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word fluff

Filler and Fluff: a Linguistic Examination

I have a confession to make. When I was in school, I would wait to write term papers until the last minute. SHOCKER I KNOW. Every time I found myself over my laptop, struggling to come up with what to say, fueled only by coffee and sheer willpower, I would turn to filler. Some filler is better than others.

“History has evolved over time.”

“The answer may surprise you.”

“The Silk Road changed the world as we know it.”

All of this is filler and lame

Public speaking has its share of filler, as well. Linguistic studies have shown that the most common filler words in spoken English are um, uh, and ah. I picked ten videos in Parmonic’s extensive library and searched for these utterances. Here are some results:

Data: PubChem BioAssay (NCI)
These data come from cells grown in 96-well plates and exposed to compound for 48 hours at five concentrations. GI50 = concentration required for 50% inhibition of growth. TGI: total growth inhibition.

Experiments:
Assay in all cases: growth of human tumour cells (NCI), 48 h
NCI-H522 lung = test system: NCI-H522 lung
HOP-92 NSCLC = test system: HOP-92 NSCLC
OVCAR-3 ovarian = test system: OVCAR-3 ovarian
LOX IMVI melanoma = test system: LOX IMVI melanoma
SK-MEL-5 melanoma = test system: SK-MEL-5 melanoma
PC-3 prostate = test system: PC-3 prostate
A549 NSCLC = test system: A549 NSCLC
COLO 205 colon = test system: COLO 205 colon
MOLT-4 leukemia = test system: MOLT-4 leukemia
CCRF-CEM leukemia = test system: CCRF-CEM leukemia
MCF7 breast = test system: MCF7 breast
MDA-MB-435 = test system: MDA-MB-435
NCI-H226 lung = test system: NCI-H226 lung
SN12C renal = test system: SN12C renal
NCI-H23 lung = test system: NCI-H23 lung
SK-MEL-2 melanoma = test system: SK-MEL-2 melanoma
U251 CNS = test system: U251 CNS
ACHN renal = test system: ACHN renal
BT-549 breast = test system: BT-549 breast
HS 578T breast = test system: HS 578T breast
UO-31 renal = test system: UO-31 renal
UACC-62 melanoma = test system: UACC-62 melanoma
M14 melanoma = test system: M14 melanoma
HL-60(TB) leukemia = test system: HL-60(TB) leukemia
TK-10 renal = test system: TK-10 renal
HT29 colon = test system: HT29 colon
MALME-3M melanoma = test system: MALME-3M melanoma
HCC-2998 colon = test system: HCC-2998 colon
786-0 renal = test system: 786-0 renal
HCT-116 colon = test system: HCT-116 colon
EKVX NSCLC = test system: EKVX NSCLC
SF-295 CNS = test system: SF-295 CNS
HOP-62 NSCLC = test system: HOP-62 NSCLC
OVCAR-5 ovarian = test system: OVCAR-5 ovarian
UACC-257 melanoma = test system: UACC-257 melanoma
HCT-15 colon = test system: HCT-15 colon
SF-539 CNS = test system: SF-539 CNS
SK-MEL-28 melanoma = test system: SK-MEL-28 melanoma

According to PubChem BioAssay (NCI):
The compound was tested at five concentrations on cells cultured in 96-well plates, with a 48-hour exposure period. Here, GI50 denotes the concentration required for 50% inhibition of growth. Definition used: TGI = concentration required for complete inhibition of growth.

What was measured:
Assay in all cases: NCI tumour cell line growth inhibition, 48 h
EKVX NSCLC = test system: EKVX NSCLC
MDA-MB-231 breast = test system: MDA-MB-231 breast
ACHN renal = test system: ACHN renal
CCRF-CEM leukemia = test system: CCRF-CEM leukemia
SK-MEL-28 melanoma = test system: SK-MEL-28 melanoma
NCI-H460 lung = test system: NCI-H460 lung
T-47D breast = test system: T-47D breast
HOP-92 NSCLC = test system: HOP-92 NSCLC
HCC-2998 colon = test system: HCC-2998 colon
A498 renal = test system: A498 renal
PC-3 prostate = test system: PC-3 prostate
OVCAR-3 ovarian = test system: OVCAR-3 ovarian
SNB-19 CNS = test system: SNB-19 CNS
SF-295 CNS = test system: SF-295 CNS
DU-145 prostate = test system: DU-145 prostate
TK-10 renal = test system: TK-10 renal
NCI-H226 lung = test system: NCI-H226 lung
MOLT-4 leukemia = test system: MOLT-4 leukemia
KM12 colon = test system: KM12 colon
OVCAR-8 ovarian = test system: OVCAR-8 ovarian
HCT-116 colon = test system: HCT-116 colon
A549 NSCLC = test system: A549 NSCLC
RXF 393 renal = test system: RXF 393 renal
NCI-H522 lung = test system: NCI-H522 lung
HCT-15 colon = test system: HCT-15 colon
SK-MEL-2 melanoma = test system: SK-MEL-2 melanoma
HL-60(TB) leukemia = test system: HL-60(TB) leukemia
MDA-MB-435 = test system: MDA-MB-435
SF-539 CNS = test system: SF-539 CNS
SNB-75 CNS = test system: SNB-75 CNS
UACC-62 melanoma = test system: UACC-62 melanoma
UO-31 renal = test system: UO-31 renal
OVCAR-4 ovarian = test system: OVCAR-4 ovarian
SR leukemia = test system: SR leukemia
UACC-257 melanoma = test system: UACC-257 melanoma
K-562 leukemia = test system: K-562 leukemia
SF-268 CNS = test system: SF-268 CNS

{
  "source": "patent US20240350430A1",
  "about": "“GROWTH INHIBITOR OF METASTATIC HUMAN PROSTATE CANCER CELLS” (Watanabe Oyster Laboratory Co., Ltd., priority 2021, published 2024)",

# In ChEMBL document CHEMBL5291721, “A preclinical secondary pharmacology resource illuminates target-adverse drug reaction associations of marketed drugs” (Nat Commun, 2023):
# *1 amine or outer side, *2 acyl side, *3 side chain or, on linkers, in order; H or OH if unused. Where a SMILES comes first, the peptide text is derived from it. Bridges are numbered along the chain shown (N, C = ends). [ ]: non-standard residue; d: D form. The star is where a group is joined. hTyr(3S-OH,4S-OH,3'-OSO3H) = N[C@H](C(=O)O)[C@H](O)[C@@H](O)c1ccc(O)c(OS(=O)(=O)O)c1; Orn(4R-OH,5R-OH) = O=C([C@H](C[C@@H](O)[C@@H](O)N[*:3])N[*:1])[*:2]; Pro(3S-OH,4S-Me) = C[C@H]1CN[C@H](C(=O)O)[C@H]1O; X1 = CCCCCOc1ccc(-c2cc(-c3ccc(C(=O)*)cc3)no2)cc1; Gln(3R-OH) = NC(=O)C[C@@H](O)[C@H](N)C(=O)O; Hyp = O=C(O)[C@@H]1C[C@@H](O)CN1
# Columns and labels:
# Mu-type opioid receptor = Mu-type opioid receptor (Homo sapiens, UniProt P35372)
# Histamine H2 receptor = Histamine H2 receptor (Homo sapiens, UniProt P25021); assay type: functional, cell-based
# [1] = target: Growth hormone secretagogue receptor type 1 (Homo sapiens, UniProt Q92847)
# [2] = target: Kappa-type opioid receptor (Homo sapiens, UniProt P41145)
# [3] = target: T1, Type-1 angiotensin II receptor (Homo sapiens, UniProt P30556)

Um Uh Ah Sum/video
Video 1 19 20 8 47
Video 2 10 2 9 21
Video 3 12 30 7 49
Video 4 7 5 15 27
Video 5 42 7 1 50
Video 6 5 10 2 17
Video 7 20 25 27 72
Video 8 11 16 15 42
Video 9 4 21 3 28
Video 10 42 8 17 67
Sum/Word 172 144 104

Total, there were four hundred and twenty instances of these utterances in the videos. At an average video length of one hour, we see an average of seven cases of um, uh, and ah per video. Of course, some videos had more than others, but this is relative to a person’s comfort speaking in public or recording themselves.

Next time you give a talk, think about how many times you um, uh, and ah!

Note: words were found using Parmonic’s machine-generated transcriptions.

Jacob Dent